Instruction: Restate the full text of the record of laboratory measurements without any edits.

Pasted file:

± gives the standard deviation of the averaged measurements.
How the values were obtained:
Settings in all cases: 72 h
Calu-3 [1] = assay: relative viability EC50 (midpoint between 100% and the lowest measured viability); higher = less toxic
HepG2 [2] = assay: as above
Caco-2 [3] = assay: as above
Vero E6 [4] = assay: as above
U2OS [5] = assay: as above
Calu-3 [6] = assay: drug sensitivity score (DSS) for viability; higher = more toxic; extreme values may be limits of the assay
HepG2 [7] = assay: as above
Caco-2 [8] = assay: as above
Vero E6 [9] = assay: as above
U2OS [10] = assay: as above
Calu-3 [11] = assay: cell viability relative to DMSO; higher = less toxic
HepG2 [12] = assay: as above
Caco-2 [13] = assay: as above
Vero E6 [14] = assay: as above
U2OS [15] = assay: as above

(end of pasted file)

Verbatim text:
± gives the standard deviation of the averaged measurements.
How the values were obtained:
Settings in all cases: 72 h
Calu-3 [1] = assay: relative viability EC50 (midpoint between 100% and the lowest measured viability); higher = less toxic
HepG2 [2] = assay: as above
Caco-2 [3] = assay: as above
Vero E6 [4] = assay: as above
U2OS [5] = assay: as above
Calu-3 [6] = assay: drug sensitivity score (DSS) for viability; higher = more toxic; extreme values may be limits of the assay
HepG2 [7] = assay: as above
Caco-2 [8] = assay: as above
Vero E6 [9] = assay: as above
U2OS [10] = assay: as above
Calu-3 [11] = assay: cell viability relative to DMSO; higher = less toxic
HepG2 [12] = assay: as above
Caco-2 [13] = assay: as above
Vero E6 [14] = assay: as above
U2OS [15] = assay: as above